Concert Reviews

Exploring the Boston Scene

The Boston Scene

After a couple of weeks without concerts and opera I am finally starting to explore the Boston music scene (again). So far, most of the non-campus events were disappointing:

1) Boston Symphony Orchestra under James Levine played Alban Berg’s Violin Concerto (with Christian Tetzlaff) and Mahler’s 9th Symphony. This concert was a let-down: the orchestra (and the soloist) had major intonation problems in the Violin Concerto and in addition to that they were not playing together most of the times. This can happen, of course, but what should not happen is what happened in the Mahler where the brass section was constantly too loud! What did the trumpet player think when he totally overblew his instrument at an obnoxious volume? And what is more: shouldn’t Levine have changed this imbalance? Or was that his interpretation of the work?

2) Boston Musica Viva honoring Elliott Carter presented a program with pieces that were dedicated to Carter. An interesting idea, but it really didn’t take off that well. The pieces on the program seemed too diverse for me and it was difficult to relate them to Carter’s music. I’m looking forward to BMV’s “Hands Across the Seas” program in May, though, that will feature music by Chen Yi, William Kraft, and Osvaldo Golijov (who seems to be a some kind of a new music star over here).


3 comments for “Exploring the Boston Scene”

  1. I lived in Berlin as a music student in the 80’s and live in Maine now. I attended the Nov. 9 BSO Berg/Mahler performance and felt as you did. Sloppy, unbearable slow, slack, and the brass were terrible. The Nov. 8 concert was apparently good, based on the the Globe critics article. On the 9th, however, the trumpet player injured his lip in the Mahler and tried to force his way through the concert, yet still sounded painfully bad. I love the Mahler 9, and thought Levine was terrible. It is probably my favorite piece, if I can name just one, but I was bored within the first 15 minutes…It looked as though half the string section was bored too.

    On the 19th I attended Berlin and Rattle in Boston performing Das Lied von der Erde. I am not a huge admirer of Rattle (he conducts moments, not lines), but it was an excellent concert. Heppner and Quasthoff…. The orchestra is so different than in the 80s under Karajan. The winds are so expressive, the brass are more virtuosic. I love the new BP sound, but do miss that rich, deep string sound the Karajan cultivated. Today’s strings are great, I am not being critical, I just miss the old sound…. From these two concerts, it is clear that Boston has a long way to go to catch up to the Philharmoniker.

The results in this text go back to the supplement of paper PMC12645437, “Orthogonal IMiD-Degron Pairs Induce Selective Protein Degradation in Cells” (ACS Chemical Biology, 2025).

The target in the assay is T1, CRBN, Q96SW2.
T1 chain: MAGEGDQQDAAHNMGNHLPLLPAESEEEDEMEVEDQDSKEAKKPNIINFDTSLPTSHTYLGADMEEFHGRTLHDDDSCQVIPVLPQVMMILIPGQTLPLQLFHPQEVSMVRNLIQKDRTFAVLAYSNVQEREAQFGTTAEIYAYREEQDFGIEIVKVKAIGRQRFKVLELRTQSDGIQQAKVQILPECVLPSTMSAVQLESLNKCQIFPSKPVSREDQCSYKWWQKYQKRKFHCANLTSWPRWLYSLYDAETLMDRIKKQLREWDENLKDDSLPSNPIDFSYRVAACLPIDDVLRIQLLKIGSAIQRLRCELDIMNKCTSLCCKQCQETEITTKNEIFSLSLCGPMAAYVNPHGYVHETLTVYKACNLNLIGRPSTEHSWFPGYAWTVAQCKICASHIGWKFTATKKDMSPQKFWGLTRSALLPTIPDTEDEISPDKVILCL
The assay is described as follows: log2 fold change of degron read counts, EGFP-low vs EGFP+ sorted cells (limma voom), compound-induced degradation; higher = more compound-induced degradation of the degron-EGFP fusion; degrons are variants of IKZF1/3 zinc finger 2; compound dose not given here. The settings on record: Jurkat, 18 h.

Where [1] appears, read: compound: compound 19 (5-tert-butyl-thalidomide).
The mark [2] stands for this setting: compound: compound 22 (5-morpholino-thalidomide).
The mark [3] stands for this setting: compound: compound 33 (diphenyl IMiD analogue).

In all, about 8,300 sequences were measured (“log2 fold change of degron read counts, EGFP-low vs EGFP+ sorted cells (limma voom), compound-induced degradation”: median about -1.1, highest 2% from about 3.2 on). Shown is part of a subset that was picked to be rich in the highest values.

On Nov. 11th, Tetzlaff came up to Maine after his Boston Berg concerts and performed a solo recital on unaccompanied Bach and Bartok at a small church in downtown Bangor. He performed for no fee, to make up for a concert he had to cancel through no fault of his own. It was one of the greatest musical events I ever had the honor to hear. I am a very critical listener, but after a few moments I was so affected by the beauty of his playing that just let it was over me. His performance of the Chaconne in the D minor partita and a Karajan/Berlin Bruckner 5th in the Philharmonie in 1981 are the two greatest live moments I have ever experienced.

    I enjoy the blog.

    Jack Burt

    Posted by Jack Burt | November 25, 2007, 1:58 am
  2. Hi Jack!

    Thanks for your message! It is exciting that someone else is interested in the Boston-Berlin music connection!

    Yes, I heard about the trumpet player injuring himself on the 9th. I was actually in the performance on the 8th and I guess I would disagree with the colleague from the Globe then :-)

    I wish I could have gone to the Berliner Philharmoniker concert in Boston, but alas, the tickets were too expensive for my taste.

    I completely agree with what you are saying about Rattle: he does conduct for those shiny moments only. Whenever I heard the Berlin Phil play under Rattle they were great for those special moments but just ok for the rest of the pieces. When Welser-Möst conducted them, though, they were absolutely breath-taking. I think he is a great conductor (Welser-Möst).

    Yes, I agree that Boston “has a long way to catch to the Philharmoniker”, but which orchestra doesn’t? ;-)

    Best wishes from Boston!

    Posted by Matthias Röder | November 26, 2007, 7:29 pm
  3. I am not a Tetzlaf fan, but am a BSO fan. The 9th Mahler was one of the great performances. The Phoenix critic said they sounded like the best in the world. I sat in the 3rd row orchestra to hear the glorious Boston Symphony under a great conductor. Berlin has slipped a lot. Their winds are awful, and have no beauty whatsoever. Their strings do not play together. Under Rattle, the Berlin has slipped considerably. Most honest critics ad musicians will agree with me.

    Posted by MARC WIDERSHIEN | November 2, 2009, 2:54 pm

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